Paul Metzger was a humble man and a savvy investor.
The retired Billings area farmer, who died May 6, two months shy of his 98th birthday, also had a strong sense of community philanthropy.
That became evident during a news conference Wednesday morning, when it was revealed that Metzger left his entire $38 million estate divided equally between Billings Clinic and St. Vincent Healthcare.
It is the largest single gift either of the two hospitals have ever received.
Both will put the money into endowments. Metzger didn't restrict the gift, letting the hospitals decide how they will use the money.
The announcement was made at the downtown D.A. Davidson offices, where Metzger often spent his days following the stock market.
“It was Paul’s hope that this will serve as both a blessing to the community and a challenge to others to be benevolent and return a portion of what this wonderful place we call home has been to us,” said Todd Preston of D.A. Davidson, Metzger’s financial advisor.
Preston sat at a conference table with Jim Duncan, president of the Billings Clinic Foundation; Dave Irion, president of the St. Vincent Healthcare Foundation; and Gary Everson, Metzger’s longtime attorney. An enlarged photograph of Metzger was propped up on an easel, with his brown fedora hanging below the picture.
Metzger, Preston said, had a sly sense of humor and a keen business sense.
“He was humble, thoughtful, didn’t want anybody to make a fuss over him, but very decisive, too,” Preston said. “When he got to the point that he lost his license to drive, he was meeting with a Realtor that afternoon and was going to assisted living.”
Metzger was born in Laurel in 1916. His parents, Louis and Nora Metzger, homesteaded on land south of the Yellowstone River off Duck Creek, between Billings and Laurel.
Metzger’s formal education ended after eighth grade, when he went to work on the farm. According to a brief biography, the family farm had no electricity, and Paul and his sister, Grace, shared the task of hauling water to the house.
The family’s 1947 wheat crop was the largest single purchase and sale of wheat ever made in Laurel by the Hageman Elevator at the time of its sale.
Metzger bought an adjoining farm in the early 1950s, and though he wasn’t averse to experimenting with crops, he grew mostly wheat. He bought and expanded the family operation, selling it in the mid-1970s when he retired.
Everson described Metzger as a wonderful man who was small in stature but always nattily dressed in a suit and a hat when he’d come to D.A. Davidson.
When he retired, he lived a simple life in a sparsely furnished condo and never stopped using a rotary phone.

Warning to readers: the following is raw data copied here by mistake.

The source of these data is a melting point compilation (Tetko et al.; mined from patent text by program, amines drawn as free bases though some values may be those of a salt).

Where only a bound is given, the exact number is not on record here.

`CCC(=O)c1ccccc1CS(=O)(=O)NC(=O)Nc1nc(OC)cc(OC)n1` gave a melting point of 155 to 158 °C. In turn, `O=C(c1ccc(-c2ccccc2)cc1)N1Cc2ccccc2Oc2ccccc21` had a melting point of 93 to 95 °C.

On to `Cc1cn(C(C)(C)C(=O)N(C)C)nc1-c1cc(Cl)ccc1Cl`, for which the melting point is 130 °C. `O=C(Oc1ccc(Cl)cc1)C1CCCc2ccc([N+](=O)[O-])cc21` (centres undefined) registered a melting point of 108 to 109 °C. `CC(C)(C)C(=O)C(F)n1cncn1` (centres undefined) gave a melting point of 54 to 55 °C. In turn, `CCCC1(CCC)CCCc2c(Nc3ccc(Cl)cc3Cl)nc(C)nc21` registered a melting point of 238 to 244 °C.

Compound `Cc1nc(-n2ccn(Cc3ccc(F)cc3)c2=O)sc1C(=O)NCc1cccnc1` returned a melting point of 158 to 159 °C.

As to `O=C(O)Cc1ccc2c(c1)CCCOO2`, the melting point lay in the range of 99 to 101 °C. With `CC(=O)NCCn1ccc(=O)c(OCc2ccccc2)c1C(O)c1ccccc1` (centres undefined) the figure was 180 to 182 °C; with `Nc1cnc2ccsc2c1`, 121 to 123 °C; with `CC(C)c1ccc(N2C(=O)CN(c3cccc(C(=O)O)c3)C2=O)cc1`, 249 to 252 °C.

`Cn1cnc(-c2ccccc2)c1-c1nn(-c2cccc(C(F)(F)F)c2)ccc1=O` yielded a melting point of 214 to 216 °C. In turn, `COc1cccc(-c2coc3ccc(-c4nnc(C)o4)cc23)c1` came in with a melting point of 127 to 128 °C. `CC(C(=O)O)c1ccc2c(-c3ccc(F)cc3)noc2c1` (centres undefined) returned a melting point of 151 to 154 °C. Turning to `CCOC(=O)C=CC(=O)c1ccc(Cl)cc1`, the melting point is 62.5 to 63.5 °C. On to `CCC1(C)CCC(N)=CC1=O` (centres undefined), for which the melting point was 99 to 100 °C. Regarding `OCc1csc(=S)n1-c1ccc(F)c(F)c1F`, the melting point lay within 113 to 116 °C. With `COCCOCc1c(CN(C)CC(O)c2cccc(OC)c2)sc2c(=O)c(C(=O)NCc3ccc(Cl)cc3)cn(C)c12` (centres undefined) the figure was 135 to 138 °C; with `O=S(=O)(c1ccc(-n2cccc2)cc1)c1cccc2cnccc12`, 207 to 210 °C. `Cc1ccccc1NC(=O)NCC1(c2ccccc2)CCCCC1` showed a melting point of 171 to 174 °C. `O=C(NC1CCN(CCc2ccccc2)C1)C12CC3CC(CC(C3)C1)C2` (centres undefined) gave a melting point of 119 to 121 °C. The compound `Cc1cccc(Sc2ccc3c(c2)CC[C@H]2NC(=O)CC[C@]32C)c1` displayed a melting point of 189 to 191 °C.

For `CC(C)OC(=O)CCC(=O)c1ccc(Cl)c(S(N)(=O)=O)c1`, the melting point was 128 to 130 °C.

“He was very quiet and low-key, but he loved this community and he really thought a lot of the hospitals,” Everson said.
Both Irion and Duncan knew Metzger. Duncan pointed out that Metzger’s sister, Grace, made an anonymous $2.4 million donation in 2002 to Billings Clinic for a cardiovascular services endowment.
At that time, it was the largest one-time gift ever received from an individual.
“So, obviously, giving back and supporting the community was a key part of how this family was raised and how they believed they could make a difference,” Duncan said.
He pointed out that most of the great health care organizations around the U.S. have gotten where they are thanks to philanthropy.
“We know that these dollars will, for generations to come, transform how health care is delivered and how state-of-the-art technology, facilities and people that are in the business of delivering health care can do their jobs better,” Duncan said.
Irion called Metzger “a great example of the greatest generation, a man who started with little, worked hard, saved and believed in the importance of impacting the community in which he grew up.”
St. Vincent is committed to supporting medical work in our community for many years to come, Irion said. “Paul wanted this to have an impact over a broad range of the community and we will manage this in an endowment like fashion so these resources are going to be available for many, many years to come.”
Duncan and Irion said that how annual earnings from the endowments will be spent has not yet been determined.
“He didn’t want to tie our hands to something because he knew medicine is changing all the time and we needed to be nimble with the dollars,” Duncan said.
Though Metzger didn't want recognition from the two hospitals, both Duncan and Irion said Billings Clinic and St. Vincent will find a way to honor him.